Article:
The emotional illusion that makes the future (and the past) look so rosy

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"Ah, the good ol' days." "They just don't make [X] like they used to." "Back in my day..."

The wealth of English phrases about how great things used to be might be a tip-off that our quirky ape brains are biased toward looking toward at the past in a happy light. And indeed, many psychologists have seen just that in their research.


Now they're finding that we also seem to look at the future with a positive bias, which coincides with the idea that thinking about the future and remembering the past are similar processes. A group of psychologists led by Harvard's Karl Spzunar have investigated our optimistic forecasting by testing people's memories of events that haven't actually happened. First they asked subjects to recall 100 different memories and then provide some facts for each: where it happened, who was there, whether it was happy or sad, etc.

A week later, the researchers saw how well the subjects could remember false memories: they jumbled the facts together into new combinations, and then tested how well they remembered the details of these contrived stories both 10 minutes and an hour later. After 10 minutes, the subjects could remember the both the positive and negative stories pretty well. But after one day, the positive "memories" stuck in their heads much better—the rose-colored lenses had already kicked in. In fact, the positive feelings may really be sticky, as described by Scientific American:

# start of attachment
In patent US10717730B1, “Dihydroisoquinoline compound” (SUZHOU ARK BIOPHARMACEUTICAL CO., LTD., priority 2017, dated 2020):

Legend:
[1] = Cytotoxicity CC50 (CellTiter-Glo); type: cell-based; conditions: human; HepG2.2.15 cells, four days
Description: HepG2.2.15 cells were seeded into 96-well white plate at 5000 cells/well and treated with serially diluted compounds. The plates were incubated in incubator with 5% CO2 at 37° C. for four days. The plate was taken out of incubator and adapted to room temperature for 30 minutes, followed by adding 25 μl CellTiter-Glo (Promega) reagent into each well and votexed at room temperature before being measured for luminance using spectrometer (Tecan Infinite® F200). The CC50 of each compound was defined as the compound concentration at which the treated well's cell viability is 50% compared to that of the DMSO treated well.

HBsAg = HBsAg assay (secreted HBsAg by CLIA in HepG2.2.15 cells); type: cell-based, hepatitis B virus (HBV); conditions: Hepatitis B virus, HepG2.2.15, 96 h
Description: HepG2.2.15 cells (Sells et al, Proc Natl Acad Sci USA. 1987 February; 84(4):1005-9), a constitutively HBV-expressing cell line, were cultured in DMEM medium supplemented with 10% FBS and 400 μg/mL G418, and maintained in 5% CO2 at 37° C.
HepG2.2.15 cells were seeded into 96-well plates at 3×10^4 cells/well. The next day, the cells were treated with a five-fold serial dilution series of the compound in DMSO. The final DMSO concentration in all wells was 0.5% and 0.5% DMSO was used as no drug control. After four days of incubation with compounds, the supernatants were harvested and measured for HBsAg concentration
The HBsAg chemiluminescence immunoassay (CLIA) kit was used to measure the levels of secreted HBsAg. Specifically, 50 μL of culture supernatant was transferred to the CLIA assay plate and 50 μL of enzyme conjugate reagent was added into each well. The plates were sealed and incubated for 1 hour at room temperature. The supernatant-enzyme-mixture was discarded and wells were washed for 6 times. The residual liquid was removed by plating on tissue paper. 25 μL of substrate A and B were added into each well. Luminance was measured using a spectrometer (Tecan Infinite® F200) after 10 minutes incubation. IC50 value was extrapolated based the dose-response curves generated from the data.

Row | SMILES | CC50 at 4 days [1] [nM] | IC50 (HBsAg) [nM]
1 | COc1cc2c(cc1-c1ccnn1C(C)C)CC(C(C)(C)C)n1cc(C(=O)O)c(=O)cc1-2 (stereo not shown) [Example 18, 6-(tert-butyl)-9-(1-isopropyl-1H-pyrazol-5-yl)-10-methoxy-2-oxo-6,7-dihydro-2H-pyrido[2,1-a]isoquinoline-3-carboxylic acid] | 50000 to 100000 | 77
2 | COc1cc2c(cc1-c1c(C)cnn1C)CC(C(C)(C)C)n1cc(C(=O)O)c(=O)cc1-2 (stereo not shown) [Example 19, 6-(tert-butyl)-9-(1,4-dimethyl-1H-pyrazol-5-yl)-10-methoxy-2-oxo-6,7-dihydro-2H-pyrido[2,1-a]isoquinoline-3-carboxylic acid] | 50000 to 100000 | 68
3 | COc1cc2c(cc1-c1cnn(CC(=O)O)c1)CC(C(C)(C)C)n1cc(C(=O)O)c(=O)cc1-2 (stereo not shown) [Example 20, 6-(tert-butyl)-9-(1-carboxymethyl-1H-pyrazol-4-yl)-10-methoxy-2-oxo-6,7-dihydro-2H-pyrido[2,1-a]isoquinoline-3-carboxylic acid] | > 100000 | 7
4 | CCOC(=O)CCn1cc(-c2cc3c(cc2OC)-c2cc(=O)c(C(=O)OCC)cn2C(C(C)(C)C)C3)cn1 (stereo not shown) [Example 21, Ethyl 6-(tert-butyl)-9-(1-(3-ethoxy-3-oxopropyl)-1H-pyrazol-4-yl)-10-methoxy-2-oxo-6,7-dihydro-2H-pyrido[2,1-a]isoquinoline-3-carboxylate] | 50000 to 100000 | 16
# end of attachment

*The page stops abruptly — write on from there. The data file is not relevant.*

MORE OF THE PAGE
These findings are consistent with what is known about negative memories for actual past events, which also tend to fade more rapidly than positive ones. Szpu­nar and his colleagues hypothesize that the emotion associated with a future simulation is the glue that binds together the details of the scenario in memory. As the negative emotion dissipates, so, too, does the integrity of the remembered future.


One question that comes up in my mind, and which this research doesn't address, is whether people have a different view of their own personal future and the future of the world. People seem pretty pessimistic about the world as a whole; it's going to hell in a handbasket, as they say. I suspect there are different psychological processes—and different bias—involved with the "memories" of our own personal and global futures.

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